Berlin Street Food Classics

Photography by Florian Denzin

What the hot dog stand is to New York, the Imbiss is to Berlin.

Housed in little huts on the sidewalk, Imbissbuden sell cheap to-go snacks for only a few euros. Since they began, Imbiss have been meeting points for all walks of life: young, old, rich, poor, academics, proletarians, creatives, yuppies and club kids.

Every German region has its own Imbiss-specialty and Berlin is the record-holder in this culinary discipline. In addition to the broiler (roast chicken) and bulette (meatball), there are two Imbiss-classics that have built a reputation beyond Europe: the Currywurst (slices of fried sausage drowned in a ketchup-like sauce with curry powder sprinkled on top) and the Turkish Döner Kebap (meat cut off a kebab spit and stuffed in a pita bread with salad, feta cheese, onions, garlic sauce and spices). Any trip to Berlin should include a visit to a Currywurst or Dönerimbiss. Because there are so many, however, it can be difficult to pick a good one.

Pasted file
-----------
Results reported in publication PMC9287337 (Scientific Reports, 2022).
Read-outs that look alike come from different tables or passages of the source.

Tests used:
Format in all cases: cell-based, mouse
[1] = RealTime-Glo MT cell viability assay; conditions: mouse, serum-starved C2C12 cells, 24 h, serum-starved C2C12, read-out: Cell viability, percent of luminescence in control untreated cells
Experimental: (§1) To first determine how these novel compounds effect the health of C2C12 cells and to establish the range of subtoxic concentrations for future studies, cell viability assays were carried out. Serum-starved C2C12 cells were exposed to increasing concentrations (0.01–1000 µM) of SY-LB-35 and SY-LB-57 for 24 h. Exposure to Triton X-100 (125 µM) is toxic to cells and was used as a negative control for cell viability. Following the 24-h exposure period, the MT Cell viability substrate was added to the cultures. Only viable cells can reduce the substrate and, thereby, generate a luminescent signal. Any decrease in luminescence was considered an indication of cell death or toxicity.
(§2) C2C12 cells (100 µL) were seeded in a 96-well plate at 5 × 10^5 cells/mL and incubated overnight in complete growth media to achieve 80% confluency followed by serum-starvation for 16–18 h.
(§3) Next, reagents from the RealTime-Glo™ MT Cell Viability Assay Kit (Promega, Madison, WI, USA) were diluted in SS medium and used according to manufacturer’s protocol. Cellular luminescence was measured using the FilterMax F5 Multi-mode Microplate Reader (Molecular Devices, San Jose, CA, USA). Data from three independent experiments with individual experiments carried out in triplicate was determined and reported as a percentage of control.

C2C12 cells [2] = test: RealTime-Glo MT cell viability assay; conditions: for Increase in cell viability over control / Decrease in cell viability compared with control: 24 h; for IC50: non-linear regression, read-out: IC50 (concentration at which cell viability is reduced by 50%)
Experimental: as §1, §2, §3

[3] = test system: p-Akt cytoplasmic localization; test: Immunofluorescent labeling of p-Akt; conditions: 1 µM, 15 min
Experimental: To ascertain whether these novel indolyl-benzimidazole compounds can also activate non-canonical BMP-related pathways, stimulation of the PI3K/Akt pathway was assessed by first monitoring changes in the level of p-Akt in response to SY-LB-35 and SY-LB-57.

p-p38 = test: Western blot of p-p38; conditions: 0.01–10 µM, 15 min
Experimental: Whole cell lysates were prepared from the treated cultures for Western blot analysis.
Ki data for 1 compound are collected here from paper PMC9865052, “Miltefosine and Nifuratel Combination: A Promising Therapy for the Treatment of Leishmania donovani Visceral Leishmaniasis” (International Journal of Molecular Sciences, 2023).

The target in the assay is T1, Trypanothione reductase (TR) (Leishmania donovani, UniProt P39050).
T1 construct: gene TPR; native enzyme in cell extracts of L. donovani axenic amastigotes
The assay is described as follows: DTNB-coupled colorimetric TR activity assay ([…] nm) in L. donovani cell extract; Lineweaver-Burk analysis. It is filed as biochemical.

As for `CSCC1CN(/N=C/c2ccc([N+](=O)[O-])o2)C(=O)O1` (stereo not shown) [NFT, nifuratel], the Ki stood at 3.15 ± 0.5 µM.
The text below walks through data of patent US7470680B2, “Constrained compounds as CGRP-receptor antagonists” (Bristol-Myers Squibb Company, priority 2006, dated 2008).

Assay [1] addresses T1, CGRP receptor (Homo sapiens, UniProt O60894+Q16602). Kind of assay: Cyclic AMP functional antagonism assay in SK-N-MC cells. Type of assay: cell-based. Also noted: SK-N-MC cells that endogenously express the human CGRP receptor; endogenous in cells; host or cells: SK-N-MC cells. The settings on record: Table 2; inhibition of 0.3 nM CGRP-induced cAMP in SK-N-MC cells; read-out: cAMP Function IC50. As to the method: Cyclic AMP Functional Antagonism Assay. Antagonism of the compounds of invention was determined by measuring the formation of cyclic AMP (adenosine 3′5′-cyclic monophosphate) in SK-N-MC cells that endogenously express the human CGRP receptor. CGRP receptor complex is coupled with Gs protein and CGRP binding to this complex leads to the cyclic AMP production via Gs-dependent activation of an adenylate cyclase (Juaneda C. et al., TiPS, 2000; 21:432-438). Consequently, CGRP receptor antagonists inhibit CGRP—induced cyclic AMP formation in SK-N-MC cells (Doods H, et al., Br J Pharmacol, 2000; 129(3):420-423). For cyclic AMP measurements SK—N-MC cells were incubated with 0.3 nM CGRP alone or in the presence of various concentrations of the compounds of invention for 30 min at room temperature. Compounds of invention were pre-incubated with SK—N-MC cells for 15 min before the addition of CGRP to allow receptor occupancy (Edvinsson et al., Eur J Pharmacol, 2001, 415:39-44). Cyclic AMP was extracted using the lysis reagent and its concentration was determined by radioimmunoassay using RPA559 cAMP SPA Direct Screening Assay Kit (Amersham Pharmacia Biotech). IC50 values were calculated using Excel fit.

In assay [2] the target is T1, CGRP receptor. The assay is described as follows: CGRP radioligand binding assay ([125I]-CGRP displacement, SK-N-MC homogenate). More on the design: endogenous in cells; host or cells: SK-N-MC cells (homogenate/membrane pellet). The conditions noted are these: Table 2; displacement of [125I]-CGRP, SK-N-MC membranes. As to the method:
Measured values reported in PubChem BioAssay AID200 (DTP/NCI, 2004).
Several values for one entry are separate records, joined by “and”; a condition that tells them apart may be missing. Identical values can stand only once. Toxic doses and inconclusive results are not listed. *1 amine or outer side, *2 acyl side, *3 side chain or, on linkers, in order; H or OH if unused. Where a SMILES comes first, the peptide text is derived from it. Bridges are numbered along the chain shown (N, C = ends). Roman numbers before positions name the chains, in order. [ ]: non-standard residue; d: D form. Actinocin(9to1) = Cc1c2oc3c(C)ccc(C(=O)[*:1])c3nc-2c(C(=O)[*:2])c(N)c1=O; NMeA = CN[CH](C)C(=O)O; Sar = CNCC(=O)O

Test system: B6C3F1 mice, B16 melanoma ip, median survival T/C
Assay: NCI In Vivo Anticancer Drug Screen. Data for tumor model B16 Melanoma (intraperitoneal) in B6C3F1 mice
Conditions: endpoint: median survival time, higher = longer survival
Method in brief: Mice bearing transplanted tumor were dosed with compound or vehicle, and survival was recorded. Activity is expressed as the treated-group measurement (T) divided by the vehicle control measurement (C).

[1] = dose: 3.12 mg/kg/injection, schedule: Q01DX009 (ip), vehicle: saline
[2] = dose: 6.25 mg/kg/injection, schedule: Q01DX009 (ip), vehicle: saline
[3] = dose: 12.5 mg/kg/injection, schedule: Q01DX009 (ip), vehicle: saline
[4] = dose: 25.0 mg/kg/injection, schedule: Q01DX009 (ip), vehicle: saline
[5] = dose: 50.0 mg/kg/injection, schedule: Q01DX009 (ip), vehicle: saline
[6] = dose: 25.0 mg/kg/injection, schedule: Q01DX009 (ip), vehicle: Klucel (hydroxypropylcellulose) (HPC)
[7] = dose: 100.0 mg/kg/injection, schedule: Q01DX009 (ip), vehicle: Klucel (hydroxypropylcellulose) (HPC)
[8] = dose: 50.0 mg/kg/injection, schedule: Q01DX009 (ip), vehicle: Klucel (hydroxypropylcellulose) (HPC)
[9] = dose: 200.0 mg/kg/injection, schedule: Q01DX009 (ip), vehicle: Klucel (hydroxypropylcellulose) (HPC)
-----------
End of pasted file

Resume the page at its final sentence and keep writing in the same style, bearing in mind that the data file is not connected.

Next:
On Mehringdamm, the bustling main street in the middle of Kreuzberg, two of Berlin’s most popular Imbiss, Curry 36 and Mustafa’s Gemüse Kebap, peacefully coexist right next to each other. These Imbiss have become institutions and perfect representatives of Berlin’s incredibly diverse street food scene.

Vera Stenschke and her team have been serving the famous Berlin sausage delicacy with their special homemade sauce at Curry 36 since 1980. The West Berlin equivalent and closest competitor to East Berlin’s Konnopke Imbiss is hard to miss with its long line of people patiently waiting to claim their very own piece of Berlin Imbiss-history with a side of fries.

Only a few steps away, on the same side of the street, you will find a similar scene: people come from all over the city for Mustafa’s delicious Gemüse Kebaps.  Mustafa’s kebabs stand out from other Berlin kebab stands with their signature mixture of fresh and fried vegetables, served with or without hot chicken shaved off a turning spit.

Both Curry 36 and Mustafa’s Gemüse Kebap serve a drink Germany has become world famous for, the traditional pairing with street food: Beer.

On a late weekend night, you might even witness people stumbling from Curry 36 directly over to Mustafa’s to continue their sumptuous midnight grease feast.

– Julia Schröder